Suddenly, I understood. I was a PACE applicant, and surely, I was just another subpar, second-rate teacher. Another friend said, “I cannot imagine how I would have survived my first year without my [highly acclaimed university’s] teacher education program, and my student-teaching field experience. More power to you, girl.”
Relentless applying paid off. Finally, I got a job. I was going to teach Reading at the toughest Title I school in the state, a school that offered teachers a $10,000 annual stipend in order to fill positions. It was a school against which a teacher had just filed a harassment suit and won more than $300,000. Yep. That was the only job I could land.
I was hired on a Thursday, and I started that Friday. The school was desperate. I was the desperate choice. My dad worked in Circulation at our local newspaper, and he was friends with the then-editor of education. She told him that this Title I school’s hiring me was “sending the lamb to slaughter.”
Voices on all sides had plenty to say. I was being set up to fail. There was no way I’d survive. I was getting in over my head. I had no clue. They were partially right—it was tough, and I had no clue. They were also wrong. I didn’t fail, mostly.
The Terrible, Horrible, No Good, Very Bad Teaching Evaluation
That first Friday, I had nothing—no curriculum, no rosters, no pencils. I walked in, was handed a box of books, and let loose. I didn’t even know the book the class was reading. One kid particularly lifted my spirits, asking me, “Why’d you want to work here? Didn’t anybody tell you how bad this school is?”
That Friday night, I read the entire novel. Saturday night, I wrote an entire unit plan. Sunday, I bought three boxes of pencils and two packs of paper. Monday, I returned to teach. Enter evaluator. The new assistant principal came in and observed me for an entire 45-minute period. She left her feedback in my box, and I picked it up that afternoon. Opening that form was worse than opening the results of my SAT exam in high school.
Was there any positive feedback? Yes. But my eyes didn’t see it. All I saw was this:
Classroom Environment: 0 of 5, this place is sterile; there’s no student work, you’re missing your goals / objectives, you have no word wall, nothing. Needs significant work.
Checking for Understanding: 2 of 5, lesson was good, but where was your formative assessment? Where was your scaffolding? And what about the kids who never answered a question? Needs improvement.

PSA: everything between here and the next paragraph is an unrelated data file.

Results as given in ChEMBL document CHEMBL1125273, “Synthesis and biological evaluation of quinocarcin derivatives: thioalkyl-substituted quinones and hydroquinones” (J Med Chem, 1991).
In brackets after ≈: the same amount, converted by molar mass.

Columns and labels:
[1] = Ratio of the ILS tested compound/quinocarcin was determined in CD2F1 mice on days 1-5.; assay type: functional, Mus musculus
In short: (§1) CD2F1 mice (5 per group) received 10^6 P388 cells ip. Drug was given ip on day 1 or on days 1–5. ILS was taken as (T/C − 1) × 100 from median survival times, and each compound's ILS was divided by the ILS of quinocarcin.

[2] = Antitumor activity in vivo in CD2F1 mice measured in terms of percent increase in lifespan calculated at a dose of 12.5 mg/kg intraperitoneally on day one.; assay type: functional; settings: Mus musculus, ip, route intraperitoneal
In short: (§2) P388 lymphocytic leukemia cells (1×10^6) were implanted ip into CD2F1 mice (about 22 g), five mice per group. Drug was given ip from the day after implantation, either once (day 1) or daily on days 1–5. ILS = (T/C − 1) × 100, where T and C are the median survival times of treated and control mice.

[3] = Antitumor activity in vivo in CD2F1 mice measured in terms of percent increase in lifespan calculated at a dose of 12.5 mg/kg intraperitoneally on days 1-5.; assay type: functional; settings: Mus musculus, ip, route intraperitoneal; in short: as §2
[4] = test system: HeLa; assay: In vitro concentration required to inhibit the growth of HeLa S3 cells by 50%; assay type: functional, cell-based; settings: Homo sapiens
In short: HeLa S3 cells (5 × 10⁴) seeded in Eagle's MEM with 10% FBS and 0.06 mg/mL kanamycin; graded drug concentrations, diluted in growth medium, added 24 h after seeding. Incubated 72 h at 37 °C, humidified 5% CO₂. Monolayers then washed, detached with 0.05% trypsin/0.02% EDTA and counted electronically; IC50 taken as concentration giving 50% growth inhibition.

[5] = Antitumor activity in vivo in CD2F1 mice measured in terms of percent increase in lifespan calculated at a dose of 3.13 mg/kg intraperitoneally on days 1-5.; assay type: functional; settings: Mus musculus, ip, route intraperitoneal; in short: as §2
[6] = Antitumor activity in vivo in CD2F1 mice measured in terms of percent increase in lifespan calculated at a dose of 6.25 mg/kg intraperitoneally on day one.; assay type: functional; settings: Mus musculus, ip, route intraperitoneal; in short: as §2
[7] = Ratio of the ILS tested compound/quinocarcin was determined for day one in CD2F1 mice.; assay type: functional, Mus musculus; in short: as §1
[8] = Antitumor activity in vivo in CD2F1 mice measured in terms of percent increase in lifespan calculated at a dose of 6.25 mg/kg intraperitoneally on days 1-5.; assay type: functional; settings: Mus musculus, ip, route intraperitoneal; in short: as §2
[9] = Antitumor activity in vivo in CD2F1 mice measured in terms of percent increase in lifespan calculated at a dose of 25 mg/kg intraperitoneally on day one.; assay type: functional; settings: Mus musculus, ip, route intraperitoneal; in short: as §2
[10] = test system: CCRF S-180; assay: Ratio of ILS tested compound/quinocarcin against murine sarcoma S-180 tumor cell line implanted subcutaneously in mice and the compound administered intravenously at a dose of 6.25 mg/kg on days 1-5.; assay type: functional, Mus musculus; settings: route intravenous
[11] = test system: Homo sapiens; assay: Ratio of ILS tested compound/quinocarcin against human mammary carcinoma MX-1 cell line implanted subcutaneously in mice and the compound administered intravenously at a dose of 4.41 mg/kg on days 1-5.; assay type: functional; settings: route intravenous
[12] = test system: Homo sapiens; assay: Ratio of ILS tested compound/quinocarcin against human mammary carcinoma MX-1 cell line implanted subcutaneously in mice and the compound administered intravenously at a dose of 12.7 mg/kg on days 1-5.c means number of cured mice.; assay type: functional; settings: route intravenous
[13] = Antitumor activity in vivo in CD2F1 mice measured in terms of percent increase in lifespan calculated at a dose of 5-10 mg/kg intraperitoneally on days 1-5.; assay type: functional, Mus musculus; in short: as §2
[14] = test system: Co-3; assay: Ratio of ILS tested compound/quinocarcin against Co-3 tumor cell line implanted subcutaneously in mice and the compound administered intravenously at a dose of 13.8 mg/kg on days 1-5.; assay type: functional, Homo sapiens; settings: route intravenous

I didn’t even know what “formative assessment” or “scaffolding” meant. When I got in my car and started driving, the floodgates opened. Wide. I cried. And cried. And then I cried some more. It was my second day of teaching, I’d spent my entire weekend reading and creating lessons, I was too broke to buy classroom décor, and I stunk as a teacher. I stunk as a human. I was a failure. I wallowed for one whole night.
Then I worked.
The Will to Succeed
My husband says I worked insanely, without pause, for the next ten years. It wasn’t about me. It was about the nature of my work: kids depended on me, so if I stunk, I wasn’t failing myself. I was failing them. I bought poster board, a pack of markers, scissors, a few packs of glue, and some construction paper; then, I worked more. Drawing, cutting, gluing, pasting. I arrived in the dark with the morning custodian, and I left in the dark with the evening janitors. Bulletin boards, participation charts, a behavior points system, active reading strategies on hand-drawn novel posters, encouraging quotes—I had it all up within a week.
That year wasn’t a failure. It was the hardest year of my professional life—working before dawn and past dusk, completing PACE coursework, taking required graduate classes, traveling to Columbia for in-service trainings, learning how to teach, reading middle grades novels, planning middle grades units, grading papers, and, of course, teaching. Oh yeah, I was also a mom to a four-year-old and an infant who was hospitalized that year for digestive issues.
I succeeded that year by working through failure. I think I can safely say my teaching career had more successes than failures. That first evaluation didn’t doom my work. The same is true for you in your field. Your passion for your field and your dedication to your work will determine your work’s quality and your success. Good luck on your exams, and be sure to celebrate anything positive–even a grade–that comes from hard work. But remember this: you are a person, not a number. One subpar score can’t keep you from success. A lack of will to work through it can.